SAMOS TOWN, Greece: On three Greek islands so close to Turkey that there are no international waters between them, migrants from Iraq, Afghanistan, Somalia, Libya, Lebanon, Eritrea, the Palestinian territories and Iran furtively land, and the islands are buckling under the strain.
Six men and a woman crouch in the dark against the wall of the coast guard headquarters. An officer wearing camouflage barks questions in rudimentary English: "Name? Papa? Age?"
With a show of fingers they indicate their years: between 20 and 27.
"Country?" He shouts louder when they don't understand. Five say they are from Afghanistan, two from Palestinian areas. Then he lines them up in the roadway and marches them along the waterfront.
Scenes like this play out nightly on Samos, one of three Greek islands so close to Turkey that there are no international waters between them. White houses and the fluttering red Turkish flag are clearly visible from Samos's coastal road, where drivers frequently spot new arrivals struggling into town.
Migrants from Iraq, Afghanistan, Somalia, Libya, Lebanon, Eritrea, the Palestinian territories and Iran land furtively on these islands, which are strung out along on a new fault line for immigration into the European Union.
Smugglers monitor both nations' coast guards, identify the lighthouses, and, according to migration lawyers and migrants themselves, charge emigrants €600, or $870, apiece for a place on an inflatable dinghy in which they row the short but treacherous distance into the European Union.
Greece's forceful reaction - in an area where geography puts it on the defensive against the inflow - illustrates how the stakes shift for the many thousands of migrants trying to pierce EU borders.
At the well-known targets - Lampedusa, off Italy; and the Canary Islands, Spanish territory off West Africa - refugees try to land after traveling hundreds of kilometers in flimsy boats. Here, all their peril and fate are compressed into little more than a kilometer of sea, or less than a mile. It is swimming distance, but for the treacherous waters of the strait.
The thousands of migrants who make it to Samos little appreciate how difficult it will be to progress further. In fact, for almost all, the door is about to slam firmly shut.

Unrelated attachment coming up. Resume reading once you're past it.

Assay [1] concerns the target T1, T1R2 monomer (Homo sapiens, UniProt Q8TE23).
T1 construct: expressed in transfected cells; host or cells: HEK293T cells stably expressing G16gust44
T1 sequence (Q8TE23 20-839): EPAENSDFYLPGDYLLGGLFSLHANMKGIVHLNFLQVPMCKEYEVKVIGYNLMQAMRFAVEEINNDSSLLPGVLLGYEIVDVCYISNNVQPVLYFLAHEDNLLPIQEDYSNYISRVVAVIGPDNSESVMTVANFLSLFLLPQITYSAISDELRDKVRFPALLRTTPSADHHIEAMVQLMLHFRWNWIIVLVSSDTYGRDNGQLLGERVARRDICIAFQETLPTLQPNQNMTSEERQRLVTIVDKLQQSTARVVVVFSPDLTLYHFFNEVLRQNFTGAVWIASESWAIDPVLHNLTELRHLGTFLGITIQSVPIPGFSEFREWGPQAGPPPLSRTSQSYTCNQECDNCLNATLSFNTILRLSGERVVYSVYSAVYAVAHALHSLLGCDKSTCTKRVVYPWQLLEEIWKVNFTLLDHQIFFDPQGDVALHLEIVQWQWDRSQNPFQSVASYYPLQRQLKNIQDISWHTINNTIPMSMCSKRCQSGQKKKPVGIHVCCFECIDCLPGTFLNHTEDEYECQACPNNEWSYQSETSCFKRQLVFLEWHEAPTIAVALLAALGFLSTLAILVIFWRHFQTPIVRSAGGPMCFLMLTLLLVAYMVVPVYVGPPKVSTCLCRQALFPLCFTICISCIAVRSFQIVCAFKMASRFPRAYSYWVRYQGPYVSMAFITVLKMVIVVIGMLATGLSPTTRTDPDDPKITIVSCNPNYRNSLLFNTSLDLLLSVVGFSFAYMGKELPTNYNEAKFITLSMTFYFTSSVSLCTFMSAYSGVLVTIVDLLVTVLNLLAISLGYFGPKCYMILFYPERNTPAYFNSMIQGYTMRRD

"Greece was not ready to accept such vast numbers of immigrants," said Vassilios Gatsas, chief of police for the three Northern Aegean islands of Samos, Lesbos and Chios. "From an immigrant-exporting country we have become importers in a very short period of time," he said, referring to the post-1945 exodus of Greeks to places like Australia, Canada and the United States.
The total number of arrivals has more than doubled on this island chain this year, and they are buckling under the strain, which has echoes in Athens.
Ordinary Greeks, with their own history of poverty, hardship and immigration, are still broadly sympathetic to the migrants' plight. Greece has no strong political parties demanding a halt to immigration, or, say, to the building of mosques, since most arrivals are in transit.
But the Interior Ministry has to deal with policy and policing problems, and international criticism is mounting: In April, for example, Greece lost a case brought by the European Commission at the European Court of Justice over access to asylum, while its protection vacuum is causing friction with neighbors like Italy.
In an interview at police headquarters in Samos Town, Gatsas said that to the end of November this year, 10,961 migrants had landed on the three islands compared with 4,024 in 2006. About 4,469 arrived on Samos alone, he added, three times the 1,580 it received last year.
By contrast, clandestine arrivals have dropped in Lampedusa this year and plunged to 9,600 from 32,000 last year in the Canaries.
In addition, 24 died making the crossing, their bodies washed up on Samos's beaches or dragged up in fishing nets, Gatsas said. The UN High Commissioner for Refugees for its part counts 100 dead or missing off these three islands this year. And at least 51 people - mainly Iraqis, Somalis and Palestinians - drowned this month in Turkish waters, a short distance north of Chios, when a migrant boat was wrecked in stormy seas off the Turkish town of Seferihisar.